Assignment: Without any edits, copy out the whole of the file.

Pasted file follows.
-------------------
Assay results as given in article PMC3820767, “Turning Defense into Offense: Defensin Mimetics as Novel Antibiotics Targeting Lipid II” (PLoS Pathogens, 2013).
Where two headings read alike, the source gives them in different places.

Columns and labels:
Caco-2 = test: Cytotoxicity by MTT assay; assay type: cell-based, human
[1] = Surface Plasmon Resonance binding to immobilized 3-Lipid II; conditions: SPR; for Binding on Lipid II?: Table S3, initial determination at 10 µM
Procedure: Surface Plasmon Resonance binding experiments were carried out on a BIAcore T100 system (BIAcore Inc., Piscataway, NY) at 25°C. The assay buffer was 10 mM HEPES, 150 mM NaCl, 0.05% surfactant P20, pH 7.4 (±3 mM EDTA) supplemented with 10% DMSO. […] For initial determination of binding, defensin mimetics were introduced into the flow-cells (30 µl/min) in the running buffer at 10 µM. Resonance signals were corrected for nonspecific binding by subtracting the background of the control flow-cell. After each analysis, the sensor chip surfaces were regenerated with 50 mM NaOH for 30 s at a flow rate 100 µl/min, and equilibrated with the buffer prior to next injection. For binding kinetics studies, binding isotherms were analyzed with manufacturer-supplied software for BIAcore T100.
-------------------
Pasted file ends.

Assay results as given in article PMC3820767, “Turning Defense into Offense: Defensin Mimetics as Novel Antibiotics Targeting Lipid II” (PLoS Pathogens, 2013).
Where two headings read alike, the source gives them in different places.

Columns and labels:
Caco-2 = test: Cytotoxicity by MTT assay; assay type: cell-based, human
[1] = Surface Plasmon Resonance binding to immobilized 3-Lipid II; conditions: SPR; for Binding on Lipid II?: Table S3, initial determination at 10 µM
Procedure: Surface Plasmon Resonance binding experiments were carried out on a BIAcore T100 system (BIAcore Inc., Piscataway, NY) at 25°C. The assay buffer was 10 mM HEPES, 150 mM NaCl, 0.05% surfactant P20, pH 7.4 (±3 mM EDTA) supplemented with 10% DMSO. […] For initial determination of binding, defensin mimetics were introduced into the flow-cells (30 µl/min) in the running buffer at 10 µM. Resonance signals were corrected for nonspecific binding by subtracting the background of the control flow-cell. After each analysis, the sensor chip surfaces were regenerated with 50 mM NaOH for 30 s at a flow rate 100 µl/min, and equilibrated with the buffer prior to next injection. For binding kinetics studies, binding isotherms were analyzed with manufacturer-supplied software for BIAcore T100.